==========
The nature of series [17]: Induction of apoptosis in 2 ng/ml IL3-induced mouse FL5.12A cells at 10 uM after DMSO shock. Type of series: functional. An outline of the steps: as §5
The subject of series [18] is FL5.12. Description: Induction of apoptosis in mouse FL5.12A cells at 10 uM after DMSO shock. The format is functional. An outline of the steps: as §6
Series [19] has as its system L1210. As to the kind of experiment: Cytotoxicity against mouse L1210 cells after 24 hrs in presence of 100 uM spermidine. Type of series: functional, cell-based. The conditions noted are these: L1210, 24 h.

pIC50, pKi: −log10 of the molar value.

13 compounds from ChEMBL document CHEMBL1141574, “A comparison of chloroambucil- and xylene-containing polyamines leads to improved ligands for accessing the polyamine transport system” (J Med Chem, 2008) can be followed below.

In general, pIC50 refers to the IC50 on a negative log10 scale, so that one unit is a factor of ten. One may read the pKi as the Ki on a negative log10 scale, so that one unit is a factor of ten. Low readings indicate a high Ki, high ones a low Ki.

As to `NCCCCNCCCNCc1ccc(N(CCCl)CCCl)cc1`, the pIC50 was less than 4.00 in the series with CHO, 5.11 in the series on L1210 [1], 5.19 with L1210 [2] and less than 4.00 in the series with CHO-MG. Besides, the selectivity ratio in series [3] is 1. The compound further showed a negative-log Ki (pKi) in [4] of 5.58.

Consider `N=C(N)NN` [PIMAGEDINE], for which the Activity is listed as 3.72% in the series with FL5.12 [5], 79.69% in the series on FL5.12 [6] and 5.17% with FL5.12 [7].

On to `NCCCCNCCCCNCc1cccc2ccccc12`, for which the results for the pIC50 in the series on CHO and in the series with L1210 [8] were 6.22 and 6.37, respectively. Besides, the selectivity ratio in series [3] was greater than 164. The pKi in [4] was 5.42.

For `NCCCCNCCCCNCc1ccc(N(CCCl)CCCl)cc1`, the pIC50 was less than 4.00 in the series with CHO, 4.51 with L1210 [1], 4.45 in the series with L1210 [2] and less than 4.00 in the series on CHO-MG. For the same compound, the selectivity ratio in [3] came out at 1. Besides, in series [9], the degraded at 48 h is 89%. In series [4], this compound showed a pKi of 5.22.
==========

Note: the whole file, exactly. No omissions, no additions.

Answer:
The nature of series [17]: Induction of apoptosis in 2 ng/ml IL3-induced mouse FL5.12A cells at 10 uM after DMSO shock. Type of series: functional. An outline of the steps: as §5
The subject of series [18] is FL5.12. Description: Induction of apoptosis in mouse FL5.12A cells at 10 uM after DMSO shock. The format is functional. An outline of the steps: as §6
Series [19] has as its system L1210. As to the kind of experiment: Cytotoxicity against mouse L1210 cells after 24 hrs in presence of 100 uM spermidine. Type of series: functional, cell-based. The conditions noted are these: L1210, 24 h.

pIC50, pKi: −log10 of the molar value.

13 compounds from ChEMBL document CHEMBL1141574, “A comparison of chloroambucil- and xylene-containing polyamines leads to improved ligands for accessing the polyamine transport system” (J Med Chem, 2008) can be followed below.

In general, pIC50 refers to the IC50 on a negative log10 scale, so that one unit is a factor of ten. One may read the pKi as the Ki on a negative log10 scale, so that one unit is a factor of ten. Low readings indicate a high Ki, high ones a low Ki.

As to `NCCCCNCCCNCc1ccc(N(CCCl)CCCl)cc1`, the pIC50 was less than 4.00 in the series with CHO, 5.11 in the series on L1210 [1], 5.19 with L1210 [2] and less than 4.00 in the series with CHO-MG. Besides, the selectivity ratio in series [3] is 1. The compound further showed a negative-log Ki (pKi) in [4] of 5.58.

Consider `N=C(N)NN` [PIMAGEDINE], for which the Activity is listed as 3.72% in the series with FL5.12 [5], 79.69% in the series on FL5.12 [6] and 5.17% with FL5.12 [7].

On to `NCCCCNCCCCNCc1cccc2ccccc12`, for which the results for the pIC50 in the series on CHO and in the series with L1210 [8] were 6.22 and 6.37, respectively. Besides, the selectivity ratio in series [3] was greater than 164. The pKi in [4] was 5.42.

For `NCCCCNCCCCNCc1ccc(N(CCCl)CCCl)cc1`, the pIC50 was less than 4.00 in the series with CHO, 4.51 with L1210 [1], 4.45 in the series with L1210 [2] and less than 4.00 in the series on CHO-MG. For the same compound, the selectivity ratio in [3] came out at 1. Besides, in series [9], the degraded at 48 h is 89%. In series [4], this compound showed a pKi of 5.22.